New Delhi, Sep 29 : The Supreme Court has said individual liberty was one of the “most valuable” and “cherished” fundamental rights guaranteed under the constitution.
“In India, utmost importance is given to life and personal liberty of an individual, since we believe personal liberty is the paramount essential to human dignity and happiness,” an apex court bench of Justice D.K. Jain and Justice H.L. Dattu said in a judgment Monday.
Speaking for the bench, Justice Dattu said: “Here is an unfortunate case involving a person who ought not to have been detained under preventive detention and have his liberty curtailed by virtue of his incarceration under Section 3(2) of the National Security Act, 1980 (NSA).”
The court said this in support of its Sep 14 order releasing Ranjit Oinamcha alias Oinam Ranjit Singh who was under detention under NSA since Sep 24, 2009.
Ranjit Singh’s wife Pebam Ningol Mikoi Devi moved the Imphal bench of Gauhati High Court by way of habeas corpus petition seeking release of her husband which was dismissed.
She then moved the apex court challenging the dismissal of her appeal by the high court.
Ranjit Singh is the editor of a Manipuri Daily evening paper “Paojel” and was accused of being involved an extortion racket of insurgent group the United National Liberation Front (UNLF).
The UNLF aims to create an independent, sovereign state of Manipur by seceding from the Union of India.
Ranjit Singh was communicated the grounds for his detention Sep 28, 2009 – four days after his detention. He made a representation which was rejected by the Manipur government.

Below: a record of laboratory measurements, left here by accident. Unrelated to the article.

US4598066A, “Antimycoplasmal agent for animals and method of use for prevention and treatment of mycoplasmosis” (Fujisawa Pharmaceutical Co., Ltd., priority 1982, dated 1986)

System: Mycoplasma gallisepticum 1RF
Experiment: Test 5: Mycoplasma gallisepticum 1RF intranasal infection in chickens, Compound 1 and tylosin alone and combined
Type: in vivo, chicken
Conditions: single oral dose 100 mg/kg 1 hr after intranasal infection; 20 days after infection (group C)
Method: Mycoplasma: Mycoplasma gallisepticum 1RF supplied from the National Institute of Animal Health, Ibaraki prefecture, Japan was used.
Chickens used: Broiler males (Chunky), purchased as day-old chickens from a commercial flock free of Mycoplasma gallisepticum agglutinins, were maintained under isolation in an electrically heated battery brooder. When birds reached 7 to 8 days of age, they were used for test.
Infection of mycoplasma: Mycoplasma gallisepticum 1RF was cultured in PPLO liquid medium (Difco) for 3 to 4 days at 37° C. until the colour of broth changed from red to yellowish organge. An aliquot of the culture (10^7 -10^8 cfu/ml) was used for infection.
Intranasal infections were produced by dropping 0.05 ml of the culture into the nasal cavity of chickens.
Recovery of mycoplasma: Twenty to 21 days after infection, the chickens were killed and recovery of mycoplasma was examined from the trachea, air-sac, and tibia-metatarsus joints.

The advisory board constituted under the NSA too opined that there were sufficient grounds for detaining Ranjit Singh.
The same was approved by the governor of Manipur. The home ministry rejected his representation on the grounds of delay.
Setting aside the high court order, the judgment said that there “must be a reasonable basis for the detention order, and there must be material to support the same”.
The judgment said that the court was “entitled to scrutinize the material relied” upon by the detaining authority and determine if there was an “objective basis for subjective satisfaction” of the decision to book a person under the NSA.
The court noted that the subjective satisfaction must involve the question whether “the person to be detained is likely to act in any manner prejudicial to the security of the state or maintenance of public order”.
The court said that the detaining authority must be further satisfied that it is necessary to detain the said person in order to prevent him from doing so.